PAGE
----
Google Relate

Google launches Relate, a voice assistant that helps people with speech disabilities

Google recently introduced its Relate voice assistant, which aims to provide more communication options for people with speech impairments. The company is actively looking for people to test the app and help make it smarter.

People with speech impairments may find it difficult to converse with those around them, and this is precisely what Google wants to avoid. To combat these communication difficulties, the company presented Relate, an app that will provide voice transcription and synthesis which could make it easier for users to make themselves understood.

The Relate project was launched in 2019 under the name Project Euphonia. For a few years now, Google has been working to create speech recognition models that will better understand people with speech disorders, such as ALS, cerebral palsy, Parkinson’s disease, stroke, and more. traumatic brain injury. So this is another step forward from Google in the field of health, since the company can already help you identify a skin problem with your smartphone, and the Pixels can even measure your heart rate and respiratory rate.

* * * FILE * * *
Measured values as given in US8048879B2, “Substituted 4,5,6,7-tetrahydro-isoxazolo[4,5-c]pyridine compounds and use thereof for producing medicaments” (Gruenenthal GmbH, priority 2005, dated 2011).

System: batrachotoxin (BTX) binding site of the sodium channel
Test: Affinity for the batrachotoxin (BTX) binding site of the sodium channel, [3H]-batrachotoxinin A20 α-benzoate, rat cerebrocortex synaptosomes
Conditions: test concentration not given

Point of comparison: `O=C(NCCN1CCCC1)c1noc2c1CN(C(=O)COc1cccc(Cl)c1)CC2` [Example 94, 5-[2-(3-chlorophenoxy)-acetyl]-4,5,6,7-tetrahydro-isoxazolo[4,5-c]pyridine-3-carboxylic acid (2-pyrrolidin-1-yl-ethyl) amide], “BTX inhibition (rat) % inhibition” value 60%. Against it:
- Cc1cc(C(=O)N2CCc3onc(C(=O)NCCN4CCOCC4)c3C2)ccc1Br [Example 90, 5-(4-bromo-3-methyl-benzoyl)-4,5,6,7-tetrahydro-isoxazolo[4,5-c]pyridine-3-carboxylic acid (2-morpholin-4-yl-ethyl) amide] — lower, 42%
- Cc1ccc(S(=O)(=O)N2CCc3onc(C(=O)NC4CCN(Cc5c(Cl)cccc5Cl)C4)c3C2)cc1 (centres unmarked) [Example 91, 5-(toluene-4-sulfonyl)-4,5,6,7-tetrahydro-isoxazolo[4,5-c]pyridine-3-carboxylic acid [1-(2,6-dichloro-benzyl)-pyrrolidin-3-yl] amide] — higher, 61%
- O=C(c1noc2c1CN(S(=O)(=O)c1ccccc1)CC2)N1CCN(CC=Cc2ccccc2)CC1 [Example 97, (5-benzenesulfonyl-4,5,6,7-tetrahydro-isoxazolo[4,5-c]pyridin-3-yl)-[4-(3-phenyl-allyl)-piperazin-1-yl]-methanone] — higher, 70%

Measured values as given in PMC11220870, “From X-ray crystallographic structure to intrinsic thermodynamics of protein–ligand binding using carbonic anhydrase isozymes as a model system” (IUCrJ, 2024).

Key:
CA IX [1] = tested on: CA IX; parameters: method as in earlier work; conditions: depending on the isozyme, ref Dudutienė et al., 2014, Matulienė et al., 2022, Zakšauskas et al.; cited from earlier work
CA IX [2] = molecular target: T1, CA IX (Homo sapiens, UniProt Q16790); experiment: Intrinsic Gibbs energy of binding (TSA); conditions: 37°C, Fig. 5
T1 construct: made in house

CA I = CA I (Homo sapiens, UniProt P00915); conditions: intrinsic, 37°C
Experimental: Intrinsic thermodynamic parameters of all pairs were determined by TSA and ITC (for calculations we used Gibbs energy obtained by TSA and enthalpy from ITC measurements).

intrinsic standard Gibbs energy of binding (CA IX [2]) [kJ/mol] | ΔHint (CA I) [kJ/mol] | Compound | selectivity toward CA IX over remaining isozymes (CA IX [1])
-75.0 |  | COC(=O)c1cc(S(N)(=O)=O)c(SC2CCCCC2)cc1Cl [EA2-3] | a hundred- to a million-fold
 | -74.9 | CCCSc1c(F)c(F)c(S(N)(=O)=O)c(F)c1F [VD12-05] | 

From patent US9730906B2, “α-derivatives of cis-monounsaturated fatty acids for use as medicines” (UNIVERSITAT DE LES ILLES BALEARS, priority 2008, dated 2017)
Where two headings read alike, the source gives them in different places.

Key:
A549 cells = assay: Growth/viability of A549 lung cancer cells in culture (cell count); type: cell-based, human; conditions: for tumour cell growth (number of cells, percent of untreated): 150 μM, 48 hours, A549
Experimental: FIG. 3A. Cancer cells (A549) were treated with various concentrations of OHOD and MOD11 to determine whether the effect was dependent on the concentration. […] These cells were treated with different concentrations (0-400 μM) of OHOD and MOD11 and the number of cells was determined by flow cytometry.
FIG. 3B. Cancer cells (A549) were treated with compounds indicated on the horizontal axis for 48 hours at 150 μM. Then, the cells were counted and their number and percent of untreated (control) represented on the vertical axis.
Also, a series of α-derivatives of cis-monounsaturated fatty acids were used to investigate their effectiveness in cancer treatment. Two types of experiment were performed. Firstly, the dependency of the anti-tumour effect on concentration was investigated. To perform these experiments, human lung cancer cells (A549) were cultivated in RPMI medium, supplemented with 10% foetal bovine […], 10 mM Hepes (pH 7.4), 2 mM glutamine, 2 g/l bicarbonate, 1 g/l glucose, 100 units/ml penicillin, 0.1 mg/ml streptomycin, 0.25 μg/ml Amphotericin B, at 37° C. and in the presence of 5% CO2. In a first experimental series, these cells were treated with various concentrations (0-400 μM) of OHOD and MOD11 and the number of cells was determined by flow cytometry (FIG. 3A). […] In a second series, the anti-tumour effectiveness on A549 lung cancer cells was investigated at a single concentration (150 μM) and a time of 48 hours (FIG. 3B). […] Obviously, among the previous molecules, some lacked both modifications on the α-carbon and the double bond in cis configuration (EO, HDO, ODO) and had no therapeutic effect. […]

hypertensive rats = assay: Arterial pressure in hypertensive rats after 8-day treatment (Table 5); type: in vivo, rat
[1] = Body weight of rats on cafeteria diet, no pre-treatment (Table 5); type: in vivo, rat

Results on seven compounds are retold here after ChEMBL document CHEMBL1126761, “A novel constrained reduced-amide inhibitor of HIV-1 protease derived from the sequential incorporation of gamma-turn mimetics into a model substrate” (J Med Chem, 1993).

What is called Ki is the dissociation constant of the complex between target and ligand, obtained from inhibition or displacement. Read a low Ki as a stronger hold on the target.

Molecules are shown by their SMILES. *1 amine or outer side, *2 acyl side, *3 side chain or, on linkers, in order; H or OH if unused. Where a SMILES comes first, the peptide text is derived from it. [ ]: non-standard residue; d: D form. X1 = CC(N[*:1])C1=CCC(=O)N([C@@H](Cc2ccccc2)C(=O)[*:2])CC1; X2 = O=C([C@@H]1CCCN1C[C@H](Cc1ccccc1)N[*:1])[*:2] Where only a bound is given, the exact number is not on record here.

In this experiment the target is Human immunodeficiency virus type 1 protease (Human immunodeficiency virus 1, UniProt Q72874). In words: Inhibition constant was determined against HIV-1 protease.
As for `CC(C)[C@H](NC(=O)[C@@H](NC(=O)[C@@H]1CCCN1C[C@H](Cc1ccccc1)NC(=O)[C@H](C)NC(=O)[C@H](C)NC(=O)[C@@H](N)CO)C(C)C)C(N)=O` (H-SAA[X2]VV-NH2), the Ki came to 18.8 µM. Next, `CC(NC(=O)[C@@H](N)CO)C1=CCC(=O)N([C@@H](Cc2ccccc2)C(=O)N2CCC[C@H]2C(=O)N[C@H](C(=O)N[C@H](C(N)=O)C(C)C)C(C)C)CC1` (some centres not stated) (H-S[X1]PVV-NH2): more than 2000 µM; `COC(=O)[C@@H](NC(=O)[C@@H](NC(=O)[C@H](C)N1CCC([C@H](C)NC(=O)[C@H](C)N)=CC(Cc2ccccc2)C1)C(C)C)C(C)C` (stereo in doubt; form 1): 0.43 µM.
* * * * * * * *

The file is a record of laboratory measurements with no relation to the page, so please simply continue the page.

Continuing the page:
How does Google Relate work?

The Relate app will first ask users to record a set of phrases which will be used to create a personalized voice model that excels at understanding the tester’s speech. The latter can then have access to 3 different features that will help them communicate with those around them.

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First of all, we find the “Listen” tab, which transcribes your speech to text in real time, allowing you to copy and paste text into other apps or let people read what you want to say to them. The second feature is called “Repeat”. She repeats what you said using a clear voice, which is especially helpful in face-to-face conversations. Finally, users will have access to an “Assistant” function, which is simply an access to the Google Assistant of Android smartphones to help you search for information or perform tasks like turning on the lights.

In order to make the app smarter, Google is actively recharging adult volunteers who have difficulty making themselves understood by others. They will need a Google account and an Android phone. In addition, the test is only accessible to English speakers living in the United States, Canada, Australia or New Zealand. Volunteers will need to record 500 sentences, which should take between 30 and 90 minutes. This will allow the assistant to take into account different profiles to become more versatile once Google rolls it out for everyone in the future.

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